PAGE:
Online education means using tools like the internet, computer games and apps to develop children’s literacy, numeracy, communication and other skills. Online learning will almost certainly be a part of your child’s experience at school. You can use it at home too.
What online education looks like
Online education comes in many forms. At school your child might use online learning tools to do research, to create content, to work with others, or to work individually.
Your child might:
- use websites and other online tools to get more information about topics she’s studying at school or to do school projects
- use a tablet or smartphone on a field trip to look up and identify birds, animals or plants
- use ‘interactive whiteboards’ in the classroom to access online information.
Your child might:
- do school projects using presentation software, multimedia like video and music files, and internet resources
- build and contribute to class websites and blogs
- post ideas, opinions and feelings on class discussion boards
- create wikis to share and collectively build knowledge.
Working with others
Your child might:
- brainstorm classroom projects with other students and get feedback from the teacher in real-time chat rooms
- collaborate with other students around the world using online platforms like epals or video conferencing tools
- be part of a flipped classroom, which means that he watches short video lectures at home, and uses class time to work with peers on exercises, projects or discussions.
Online resources and educational websites like Mathletics, Go-Lab or Spellodrome let your child work at her own pace and level.
Online education needs well-trained teachers and expert technical assistance to be effective. It also needs fast internet access and good software to work properly. And students need to learn how to use the technology.
Benefits of online education
When it’s used well, online learning can help students to:
- actively participate in learning and work collaboratively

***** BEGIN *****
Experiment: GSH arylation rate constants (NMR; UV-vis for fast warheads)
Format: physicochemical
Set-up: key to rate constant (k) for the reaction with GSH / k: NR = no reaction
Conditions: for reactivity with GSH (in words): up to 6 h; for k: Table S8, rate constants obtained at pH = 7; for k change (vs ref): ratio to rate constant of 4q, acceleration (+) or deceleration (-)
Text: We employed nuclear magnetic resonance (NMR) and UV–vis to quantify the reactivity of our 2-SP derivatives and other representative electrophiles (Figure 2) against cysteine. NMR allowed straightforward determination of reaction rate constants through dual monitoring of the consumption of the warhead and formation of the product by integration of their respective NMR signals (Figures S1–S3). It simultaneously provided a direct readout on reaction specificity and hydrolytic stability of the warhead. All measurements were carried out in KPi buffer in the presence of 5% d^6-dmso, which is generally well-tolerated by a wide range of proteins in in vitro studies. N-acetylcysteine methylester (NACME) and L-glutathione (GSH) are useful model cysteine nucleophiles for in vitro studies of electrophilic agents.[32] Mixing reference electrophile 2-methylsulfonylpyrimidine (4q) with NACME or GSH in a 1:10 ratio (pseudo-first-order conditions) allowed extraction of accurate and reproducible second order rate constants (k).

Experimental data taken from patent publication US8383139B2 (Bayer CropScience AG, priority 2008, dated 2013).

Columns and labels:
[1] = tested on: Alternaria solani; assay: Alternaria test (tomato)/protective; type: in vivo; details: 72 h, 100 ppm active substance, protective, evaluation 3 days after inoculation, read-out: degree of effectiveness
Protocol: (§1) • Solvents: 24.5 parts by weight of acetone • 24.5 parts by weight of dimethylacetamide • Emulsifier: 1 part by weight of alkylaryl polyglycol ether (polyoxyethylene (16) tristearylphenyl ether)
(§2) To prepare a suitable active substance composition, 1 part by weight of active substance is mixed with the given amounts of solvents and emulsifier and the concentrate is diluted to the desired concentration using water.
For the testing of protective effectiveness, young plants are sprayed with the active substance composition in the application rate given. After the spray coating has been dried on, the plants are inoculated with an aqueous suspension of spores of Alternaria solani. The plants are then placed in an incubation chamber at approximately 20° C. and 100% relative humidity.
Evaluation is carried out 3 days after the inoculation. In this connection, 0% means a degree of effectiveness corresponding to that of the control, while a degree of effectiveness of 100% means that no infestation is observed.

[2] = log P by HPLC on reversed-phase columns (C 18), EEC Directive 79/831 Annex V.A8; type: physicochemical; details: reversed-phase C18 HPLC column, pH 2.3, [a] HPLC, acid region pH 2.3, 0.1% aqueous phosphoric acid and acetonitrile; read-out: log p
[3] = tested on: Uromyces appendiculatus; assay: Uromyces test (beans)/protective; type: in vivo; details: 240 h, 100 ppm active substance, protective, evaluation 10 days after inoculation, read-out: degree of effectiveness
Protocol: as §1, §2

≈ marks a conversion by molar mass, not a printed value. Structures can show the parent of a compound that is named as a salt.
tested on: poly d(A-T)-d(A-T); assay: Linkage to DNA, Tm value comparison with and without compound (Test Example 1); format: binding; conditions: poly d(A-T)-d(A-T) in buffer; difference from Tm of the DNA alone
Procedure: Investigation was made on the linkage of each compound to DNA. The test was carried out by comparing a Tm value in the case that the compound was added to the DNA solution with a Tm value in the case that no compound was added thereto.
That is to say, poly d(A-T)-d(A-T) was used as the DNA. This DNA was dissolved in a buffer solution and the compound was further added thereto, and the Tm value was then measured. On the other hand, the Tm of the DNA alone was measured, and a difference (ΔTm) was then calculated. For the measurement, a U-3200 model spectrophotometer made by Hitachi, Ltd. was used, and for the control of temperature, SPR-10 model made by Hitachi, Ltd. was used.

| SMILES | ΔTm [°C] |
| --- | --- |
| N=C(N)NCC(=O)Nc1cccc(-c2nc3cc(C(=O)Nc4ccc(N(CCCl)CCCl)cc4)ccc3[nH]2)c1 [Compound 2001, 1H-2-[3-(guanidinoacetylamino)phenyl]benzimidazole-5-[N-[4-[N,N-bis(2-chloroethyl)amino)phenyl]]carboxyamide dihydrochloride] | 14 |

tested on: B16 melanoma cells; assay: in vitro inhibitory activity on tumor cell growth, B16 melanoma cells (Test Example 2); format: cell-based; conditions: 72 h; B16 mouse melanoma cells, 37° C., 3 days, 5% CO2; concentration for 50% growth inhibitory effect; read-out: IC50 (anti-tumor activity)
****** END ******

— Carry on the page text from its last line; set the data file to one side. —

- use different learning styles
- develop questioning, thinking and problem-solving skills
- improve communication skills
- develop creative and presentation skills
- develop more global perspectives on topics.
Project-based online learning is very effective, and students, teachers and parents enjoy it. Students can find material that suits their learning style, teachers can include flexibility, collaboration and creativity in their lessons, and parents can enjoy helping their children research and find resources online.
Online learning at home
There are lots of ways you can use online education tools and online learning techniques at home.
Some families enjoy setting up a combined Facebook page with everyone in the family contributing information and pictures.
Another option is a family wiki or blog to share interests and ideas. For example, your child could upload links to her favourite websites on the wiki or blog, and explain why she thinks others might enjoy them. She could also add an interactive photo album, a video she has made, or her own movie, music and TV reviews. All these activities encourage your child to write and express herself, as well as enabling her to develop useful technical skills.
Building a family tree using online resources might stimulate your child and get your family members to do a fun activity together. This project is also educational because it involves reading, research, design and analysis skills. Websites like Family Tree Builder can help.
Blogging is something we do as a family. We discuss story ideas together, then we help Max and Alice with grammar and punctuation. The children enjoy it and it doesn’t really feel like homework, but it’s still building a lot of skills and education for them.